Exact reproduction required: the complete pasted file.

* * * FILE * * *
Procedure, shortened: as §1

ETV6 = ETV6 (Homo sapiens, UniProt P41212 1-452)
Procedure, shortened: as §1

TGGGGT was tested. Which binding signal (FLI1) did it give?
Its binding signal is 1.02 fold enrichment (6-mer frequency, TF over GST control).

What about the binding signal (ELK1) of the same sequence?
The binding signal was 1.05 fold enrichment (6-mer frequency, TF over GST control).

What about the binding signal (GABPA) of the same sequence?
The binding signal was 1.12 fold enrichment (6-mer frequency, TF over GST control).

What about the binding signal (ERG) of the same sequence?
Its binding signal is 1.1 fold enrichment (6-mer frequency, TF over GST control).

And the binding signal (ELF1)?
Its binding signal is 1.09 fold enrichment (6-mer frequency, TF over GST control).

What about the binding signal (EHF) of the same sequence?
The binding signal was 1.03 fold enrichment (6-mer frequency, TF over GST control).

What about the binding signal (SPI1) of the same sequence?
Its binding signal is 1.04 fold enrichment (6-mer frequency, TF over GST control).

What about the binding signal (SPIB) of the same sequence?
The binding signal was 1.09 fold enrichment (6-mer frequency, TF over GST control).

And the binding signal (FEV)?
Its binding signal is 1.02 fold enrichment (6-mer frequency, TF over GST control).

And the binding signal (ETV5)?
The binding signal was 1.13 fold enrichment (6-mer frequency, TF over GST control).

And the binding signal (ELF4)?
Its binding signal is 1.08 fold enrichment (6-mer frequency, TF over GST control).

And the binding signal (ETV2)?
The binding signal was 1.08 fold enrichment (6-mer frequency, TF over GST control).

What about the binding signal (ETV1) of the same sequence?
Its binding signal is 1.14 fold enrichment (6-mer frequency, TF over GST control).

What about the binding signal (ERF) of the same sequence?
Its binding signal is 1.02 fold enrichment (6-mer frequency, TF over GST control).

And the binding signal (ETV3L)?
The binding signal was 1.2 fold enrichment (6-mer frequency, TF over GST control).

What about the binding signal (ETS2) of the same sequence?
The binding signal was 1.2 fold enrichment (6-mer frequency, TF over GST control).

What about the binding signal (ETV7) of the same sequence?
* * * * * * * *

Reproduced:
Procedure, shortened: as §1

ETV6 = ETV6 (Homo sapiens, UniProt P41212 1-452)
Procedure, shortened: as §1

TGGGGT was tested. Which binding signal (FLI1) did it give?
Its binding signal is 1.02 fold enrichment (6-mer frequency, TF over GST control).

What about the binding signal (ELK1) of the same sequence?
The binding signal was 1.05 fold enrichment (6-mer frequency, TF over GST control).

What about the binding signal (GABPA) of the same sequence?
The binding signal was 1.12 fold enrichment (6-mer frequency, TF over GST control).

What about the binding signal (ERG) of the same sequence?
Its binding signal is 1.1 fold enrichment (6-mer frequency, TF over GST control).

And the binding signal (ELF1)?
Its binding signal is 1.09 fold enrichment (6-mer frequency, TF over GST control).

What about the binding signal (EHF) of the same sequence?
The binding signal was 1.03 fold enrichment (6-mer frequency, TF over GST control).

What about the binding signal (SPI1) of the same sequence?
Its binding signal is 1.04 fold enrichment (6-mer frequency, TF over GST control).

What about the binding signal (SPIB) of the same sequence?
The binding signal was 1.09 fold enrichment (6-mer frequency, TF over GST control).

And the binding signal (FEV)?
Its binding signal is 1.02 fold enrichment (6-mer frequency, TF over GST control).

And the binding signal (ETV5)?
The binding signal was 1.13 fold enrichment (6-mer frequency, TF over GST control).

And the binding signal (ELF4)?
Its binding signal is 1.08 fold enrichment (6-mer frequency, TF over GST control).

And the binding signal (ETV2)?
The binding signal was 1.08 fold enrichment (6-mer frequency, TF over GST control).

What about the binding signal (ETV1) of the same sequence?
Its binding signal is 1.14 fold enrichment (6-mer frequency, TF over GST control).

What about the binding signal (ERF) of the same sequence?
Its binding signal is 1.02 fold enrichment (6-mer frequency, TF over GST control).

And the binding signal (ETV3L)?
The binding signal was 1.2 fold enrichment (6-mer frequency, TF over GST control).

What about the binding signal (ETS2) of the same sequence?
The binding signal was 1.2 fold enrichment (6-mer frequency, TF over GST control).

What about the binding signal (ETV7) of the same sequence?